WEST FORK, Ark. (KNWA) — The Springdale gambling bust was surprising to many Northwest Arkansans, including officers and Alcohol Beverage Control (ABC) employees. The incident led to a push for widespread education to differentiate legal and illegal gambling machines.
“Since they legalized the lottery in Arkansas, we rarely see it,” said Officer Tyler Underwood with the West Fork Police Department. “I haven’t heard of any other than this one [in Springdale].”
ABC spokesperson Scott Hardin said it’s rare to see unlicensed and unregulated machines, which have dotted gas stations and convenience stores throughout the decades in Arkansas. Ever since the lottery was voted through by Arkansans in 2008, gamblers have had the opportunity to partake legally.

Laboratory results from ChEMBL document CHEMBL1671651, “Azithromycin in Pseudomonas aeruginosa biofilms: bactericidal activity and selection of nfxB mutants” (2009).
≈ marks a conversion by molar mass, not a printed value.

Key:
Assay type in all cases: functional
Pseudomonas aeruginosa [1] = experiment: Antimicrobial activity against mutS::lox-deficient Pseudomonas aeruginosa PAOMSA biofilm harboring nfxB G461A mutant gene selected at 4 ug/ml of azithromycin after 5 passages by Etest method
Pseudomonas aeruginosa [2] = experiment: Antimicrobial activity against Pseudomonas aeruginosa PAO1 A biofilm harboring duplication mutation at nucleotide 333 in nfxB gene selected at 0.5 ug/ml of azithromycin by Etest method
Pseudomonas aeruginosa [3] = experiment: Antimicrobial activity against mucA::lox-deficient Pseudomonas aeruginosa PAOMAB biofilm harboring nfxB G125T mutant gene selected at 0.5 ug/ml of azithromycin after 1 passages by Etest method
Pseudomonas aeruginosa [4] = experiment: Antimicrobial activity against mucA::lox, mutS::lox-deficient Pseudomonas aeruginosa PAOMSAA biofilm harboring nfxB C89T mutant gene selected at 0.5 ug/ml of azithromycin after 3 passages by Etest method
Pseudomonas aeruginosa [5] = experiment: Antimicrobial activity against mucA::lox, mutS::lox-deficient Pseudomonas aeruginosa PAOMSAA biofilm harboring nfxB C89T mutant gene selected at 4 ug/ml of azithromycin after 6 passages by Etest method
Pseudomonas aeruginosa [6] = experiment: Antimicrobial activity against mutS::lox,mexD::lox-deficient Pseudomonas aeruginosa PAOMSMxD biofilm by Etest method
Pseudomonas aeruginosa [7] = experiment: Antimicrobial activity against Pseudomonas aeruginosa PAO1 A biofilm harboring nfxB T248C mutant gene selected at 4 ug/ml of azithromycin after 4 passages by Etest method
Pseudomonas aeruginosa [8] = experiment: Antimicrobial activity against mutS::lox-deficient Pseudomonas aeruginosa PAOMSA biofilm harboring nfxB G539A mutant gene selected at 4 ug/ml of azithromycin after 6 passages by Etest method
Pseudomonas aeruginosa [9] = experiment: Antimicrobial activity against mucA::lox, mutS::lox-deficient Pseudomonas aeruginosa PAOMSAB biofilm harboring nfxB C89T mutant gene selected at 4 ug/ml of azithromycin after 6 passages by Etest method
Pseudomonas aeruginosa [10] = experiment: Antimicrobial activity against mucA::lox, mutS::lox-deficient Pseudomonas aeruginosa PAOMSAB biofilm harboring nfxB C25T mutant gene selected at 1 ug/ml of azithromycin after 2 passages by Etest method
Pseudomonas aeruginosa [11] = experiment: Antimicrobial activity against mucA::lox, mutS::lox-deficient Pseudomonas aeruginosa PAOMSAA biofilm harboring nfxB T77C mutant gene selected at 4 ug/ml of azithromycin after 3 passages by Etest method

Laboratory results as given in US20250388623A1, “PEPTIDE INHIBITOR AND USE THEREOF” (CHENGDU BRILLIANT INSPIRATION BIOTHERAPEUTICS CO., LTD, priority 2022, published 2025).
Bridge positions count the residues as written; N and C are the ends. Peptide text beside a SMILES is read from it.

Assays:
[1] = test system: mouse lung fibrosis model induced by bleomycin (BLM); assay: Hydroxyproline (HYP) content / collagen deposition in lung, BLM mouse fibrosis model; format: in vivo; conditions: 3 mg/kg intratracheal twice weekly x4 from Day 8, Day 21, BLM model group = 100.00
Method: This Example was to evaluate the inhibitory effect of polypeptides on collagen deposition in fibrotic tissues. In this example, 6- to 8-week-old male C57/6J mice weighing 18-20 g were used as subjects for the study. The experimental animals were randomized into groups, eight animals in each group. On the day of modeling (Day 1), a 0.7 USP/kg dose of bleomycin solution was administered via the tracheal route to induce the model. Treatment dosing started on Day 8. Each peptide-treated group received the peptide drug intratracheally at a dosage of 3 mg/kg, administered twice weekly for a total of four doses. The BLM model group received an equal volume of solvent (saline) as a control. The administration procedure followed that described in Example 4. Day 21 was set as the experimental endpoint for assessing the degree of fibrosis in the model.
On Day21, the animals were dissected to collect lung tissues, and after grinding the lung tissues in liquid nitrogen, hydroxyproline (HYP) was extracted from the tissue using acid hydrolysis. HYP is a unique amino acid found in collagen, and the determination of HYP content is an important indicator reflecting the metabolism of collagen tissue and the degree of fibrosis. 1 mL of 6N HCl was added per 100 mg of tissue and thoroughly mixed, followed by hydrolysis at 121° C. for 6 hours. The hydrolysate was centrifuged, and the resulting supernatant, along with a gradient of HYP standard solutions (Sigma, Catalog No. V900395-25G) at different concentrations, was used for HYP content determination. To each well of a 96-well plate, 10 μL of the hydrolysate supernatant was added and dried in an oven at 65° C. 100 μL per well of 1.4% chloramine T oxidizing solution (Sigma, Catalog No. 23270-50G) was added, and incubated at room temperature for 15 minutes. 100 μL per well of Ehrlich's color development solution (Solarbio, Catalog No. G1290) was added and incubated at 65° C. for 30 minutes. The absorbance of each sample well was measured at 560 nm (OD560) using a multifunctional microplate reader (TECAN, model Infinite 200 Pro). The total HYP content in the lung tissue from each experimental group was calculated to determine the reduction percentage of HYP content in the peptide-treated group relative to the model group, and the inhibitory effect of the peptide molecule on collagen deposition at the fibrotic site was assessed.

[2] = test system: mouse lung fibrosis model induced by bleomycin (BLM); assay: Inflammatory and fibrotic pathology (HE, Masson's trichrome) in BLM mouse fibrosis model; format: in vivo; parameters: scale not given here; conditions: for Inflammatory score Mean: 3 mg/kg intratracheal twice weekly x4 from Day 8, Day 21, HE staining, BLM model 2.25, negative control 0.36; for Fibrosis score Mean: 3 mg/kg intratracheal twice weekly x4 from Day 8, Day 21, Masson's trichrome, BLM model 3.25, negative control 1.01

“When we walk into one of these, and we see them, they are unlicensed, unregulated, illegal machines,” Hardin said. “Frankly, they prey on the most vulnerable in our society.”
Hardin said unregulated slots and machines can jeopardize fair payouts.
“You go into a gas station, and you put a $10 bill in there, there’s no requirement that they pay [a certain amount] back,” Hardin said.
Though Springdale’s 80,000 service calls each year are significantly more than a smaller city like West Fork, Underwood said the large operation in Springdale was rare for any part of Northwest Arkansas. He said a money exchange separates illegal machines from legal ones.
“Otherwise, it’s just a video game,” Underwood said. “You can play video games, and it’s legal all day, but once they pay money back, that’s when it makes it illegal.”